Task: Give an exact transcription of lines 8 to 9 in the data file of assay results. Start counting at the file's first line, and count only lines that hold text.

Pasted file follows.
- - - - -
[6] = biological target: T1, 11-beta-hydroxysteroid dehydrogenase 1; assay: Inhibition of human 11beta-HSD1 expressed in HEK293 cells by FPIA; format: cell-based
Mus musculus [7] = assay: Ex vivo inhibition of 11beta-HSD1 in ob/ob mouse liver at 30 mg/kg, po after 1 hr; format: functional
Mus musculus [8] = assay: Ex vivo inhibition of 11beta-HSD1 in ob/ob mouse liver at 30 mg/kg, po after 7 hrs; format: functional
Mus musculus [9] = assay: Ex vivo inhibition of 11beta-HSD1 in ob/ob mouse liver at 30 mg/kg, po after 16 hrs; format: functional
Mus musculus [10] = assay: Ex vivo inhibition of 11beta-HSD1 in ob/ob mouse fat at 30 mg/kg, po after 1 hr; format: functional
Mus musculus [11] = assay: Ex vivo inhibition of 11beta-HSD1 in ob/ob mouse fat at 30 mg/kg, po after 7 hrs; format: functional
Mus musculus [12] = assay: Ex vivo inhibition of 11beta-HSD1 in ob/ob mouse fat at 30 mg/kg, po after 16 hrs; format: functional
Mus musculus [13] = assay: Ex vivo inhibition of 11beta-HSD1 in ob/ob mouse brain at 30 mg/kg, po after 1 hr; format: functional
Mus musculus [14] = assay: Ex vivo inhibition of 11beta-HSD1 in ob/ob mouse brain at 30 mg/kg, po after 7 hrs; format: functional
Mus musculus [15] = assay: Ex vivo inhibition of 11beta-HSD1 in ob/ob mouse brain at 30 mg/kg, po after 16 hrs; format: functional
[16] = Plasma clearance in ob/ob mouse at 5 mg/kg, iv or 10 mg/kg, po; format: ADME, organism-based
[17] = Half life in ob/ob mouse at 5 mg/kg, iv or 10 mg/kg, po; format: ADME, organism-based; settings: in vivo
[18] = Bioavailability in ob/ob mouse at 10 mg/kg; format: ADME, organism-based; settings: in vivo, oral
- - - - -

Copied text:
Mus musculus [13] = assay: Ex vivo inhibition of 11beta-HSD1 in ob/ob mouse brain at 30 mg/kg, po after 1 hr; format: functional
Mus musculus [14] = assay: Ex vivo inhibition of 11beta-HSD1 in ob/ob mouse brain at 30 mg/kg, po after 7 hrs; format: functional